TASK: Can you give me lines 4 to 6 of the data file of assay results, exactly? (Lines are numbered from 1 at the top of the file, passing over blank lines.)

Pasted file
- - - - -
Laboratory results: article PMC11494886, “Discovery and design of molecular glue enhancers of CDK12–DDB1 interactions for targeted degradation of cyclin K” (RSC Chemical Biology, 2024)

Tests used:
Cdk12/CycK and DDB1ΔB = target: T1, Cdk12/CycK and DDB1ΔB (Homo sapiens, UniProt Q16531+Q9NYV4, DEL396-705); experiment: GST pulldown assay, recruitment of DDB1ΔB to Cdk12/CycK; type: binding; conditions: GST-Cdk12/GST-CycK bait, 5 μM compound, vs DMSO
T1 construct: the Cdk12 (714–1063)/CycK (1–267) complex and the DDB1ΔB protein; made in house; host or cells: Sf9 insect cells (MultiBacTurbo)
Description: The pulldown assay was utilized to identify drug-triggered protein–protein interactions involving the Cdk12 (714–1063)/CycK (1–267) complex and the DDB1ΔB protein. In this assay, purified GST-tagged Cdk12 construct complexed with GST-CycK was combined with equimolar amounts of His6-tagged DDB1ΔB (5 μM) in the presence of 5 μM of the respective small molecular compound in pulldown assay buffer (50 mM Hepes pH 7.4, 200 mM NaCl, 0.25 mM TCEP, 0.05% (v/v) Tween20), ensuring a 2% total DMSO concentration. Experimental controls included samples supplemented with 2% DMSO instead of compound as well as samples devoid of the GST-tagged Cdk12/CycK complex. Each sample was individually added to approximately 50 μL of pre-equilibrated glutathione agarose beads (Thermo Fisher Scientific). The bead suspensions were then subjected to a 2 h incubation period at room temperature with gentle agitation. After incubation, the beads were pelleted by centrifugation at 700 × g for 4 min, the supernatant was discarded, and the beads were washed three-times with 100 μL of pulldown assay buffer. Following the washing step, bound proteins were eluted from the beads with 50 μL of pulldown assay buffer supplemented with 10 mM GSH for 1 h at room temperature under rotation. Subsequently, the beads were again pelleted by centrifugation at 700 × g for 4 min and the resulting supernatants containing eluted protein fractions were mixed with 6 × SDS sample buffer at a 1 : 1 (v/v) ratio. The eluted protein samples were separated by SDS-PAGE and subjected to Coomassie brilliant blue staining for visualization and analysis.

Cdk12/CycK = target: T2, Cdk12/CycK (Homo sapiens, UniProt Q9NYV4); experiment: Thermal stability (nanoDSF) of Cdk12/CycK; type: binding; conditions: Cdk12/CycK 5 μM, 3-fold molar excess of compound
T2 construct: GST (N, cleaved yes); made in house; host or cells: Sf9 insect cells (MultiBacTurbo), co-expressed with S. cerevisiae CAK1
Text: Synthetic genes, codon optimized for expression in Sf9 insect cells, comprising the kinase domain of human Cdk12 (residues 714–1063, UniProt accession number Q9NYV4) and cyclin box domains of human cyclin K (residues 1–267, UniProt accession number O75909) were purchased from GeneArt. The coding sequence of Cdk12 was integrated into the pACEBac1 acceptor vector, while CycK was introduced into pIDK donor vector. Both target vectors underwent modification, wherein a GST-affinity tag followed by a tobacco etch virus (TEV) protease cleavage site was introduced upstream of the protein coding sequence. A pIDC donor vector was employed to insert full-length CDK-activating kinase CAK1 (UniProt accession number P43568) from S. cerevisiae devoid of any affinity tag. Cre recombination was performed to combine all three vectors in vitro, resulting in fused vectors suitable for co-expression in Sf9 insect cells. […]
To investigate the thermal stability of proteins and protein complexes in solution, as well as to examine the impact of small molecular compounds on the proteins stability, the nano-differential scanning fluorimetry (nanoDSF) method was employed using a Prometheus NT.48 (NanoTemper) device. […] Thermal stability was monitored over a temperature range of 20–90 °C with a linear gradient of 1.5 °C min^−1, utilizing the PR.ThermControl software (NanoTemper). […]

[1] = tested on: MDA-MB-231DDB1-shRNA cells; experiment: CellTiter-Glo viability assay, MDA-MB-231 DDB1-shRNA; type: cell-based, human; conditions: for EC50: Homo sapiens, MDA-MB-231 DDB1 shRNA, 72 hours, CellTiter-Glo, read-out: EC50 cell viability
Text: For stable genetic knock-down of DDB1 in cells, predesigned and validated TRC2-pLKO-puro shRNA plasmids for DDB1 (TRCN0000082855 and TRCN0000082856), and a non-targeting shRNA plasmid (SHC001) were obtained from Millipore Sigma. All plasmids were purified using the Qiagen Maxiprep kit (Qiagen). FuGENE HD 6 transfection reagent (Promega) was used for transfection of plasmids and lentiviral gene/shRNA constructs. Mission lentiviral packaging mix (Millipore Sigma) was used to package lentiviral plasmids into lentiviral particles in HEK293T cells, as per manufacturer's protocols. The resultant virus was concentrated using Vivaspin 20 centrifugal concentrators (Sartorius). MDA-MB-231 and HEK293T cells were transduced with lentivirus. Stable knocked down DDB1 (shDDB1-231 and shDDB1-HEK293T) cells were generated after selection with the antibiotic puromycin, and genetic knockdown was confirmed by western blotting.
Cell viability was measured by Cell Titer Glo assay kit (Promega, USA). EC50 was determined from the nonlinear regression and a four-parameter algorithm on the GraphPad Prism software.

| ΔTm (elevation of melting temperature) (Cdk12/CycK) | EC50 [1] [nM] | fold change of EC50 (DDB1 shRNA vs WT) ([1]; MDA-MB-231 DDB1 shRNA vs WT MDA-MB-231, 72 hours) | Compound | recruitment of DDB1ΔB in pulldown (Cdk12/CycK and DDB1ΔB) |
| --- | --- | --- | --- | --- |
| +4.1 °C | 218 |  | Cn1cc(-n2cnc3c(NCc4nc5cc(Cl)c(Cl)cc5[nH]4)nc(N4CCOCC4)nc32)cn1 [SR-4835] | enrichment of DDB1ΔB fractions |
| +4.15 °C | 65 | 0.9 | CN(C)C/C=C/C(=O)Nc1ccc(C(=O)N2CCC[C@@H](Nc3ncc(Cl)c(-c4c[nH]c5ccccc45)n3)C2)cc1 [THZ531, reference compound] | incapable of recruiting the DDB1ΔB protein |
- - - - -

T1 construct: the Cdk12 (714–1063)/CycK (1–267) complex and the DDB1ΔB protein; made in house; host or cells: Sf9 insect cells (MultiBacTurbo)
Description: The pulldown assay was utilized to identify drug-triggered protein–protein interactions involving the Cdk12 (714–1063)/CycK (1–267) complex and the DDB1ΔB protein. In this assay, purified GST-tagged Cdk12 construct complexed with GST-CycK was combined with equimolar amounts of His6-tagged DDB1ΔB (5 μM) in the presence of 5 μM of the respective small molecular compound in pulldown assay buffer (50 mM Hepes pH 7.4, 200 mM NaCl, 0.25 mM TCEP, 0.05% (v/v) Tween20), ensuring a 2% total DMSO concentration. Experimental controls included samples supplemented with 2% DMSO instead of compound as well as samples devoid of the GST-tagged Cdk12/CycK complex. Each sample was individually added to approximately 50 μL of pre-equilibrated glutathione agarose beads (Thermo Fisher Scientific). The bead suspensions were then subjected to a 2 h incubation period at room temperature with gentle agitation. After incubation, the beads were pelleted by centrifugation at 700 × g for 4 min, the supernatant was discarded, and the beads were washed three-times with 100 μL of pulldown assay buffer. Following the washing step, bound proteins were eluted from the beads with 50 μL of pulldown assay buffer supplemented with 10 mM GSH for 1 h at room temperature under rotation. Subsequently, the beads were again pelleted by centrifugation at 700 × g for 4 min and the resulting supernatants containing eluted protein fractions were mixed with 6 × SDS sample buffer at a 1 : 1 (v/v) ratio. The eluted protein samples were separated by SDS-PAGE and subjected to Coomassie brilliant blue staining for visualization and analysis.

Cdk12/CycK = target: T2, Cdk12/CycK (Homo sapiens, UniProt Q9NYV4); experiment: Thermal stability (nanoDSF) of Cdk12/CycK; type: binding; conditions: Cdk12/CycK 5 μM, 3-fold molar excess of compound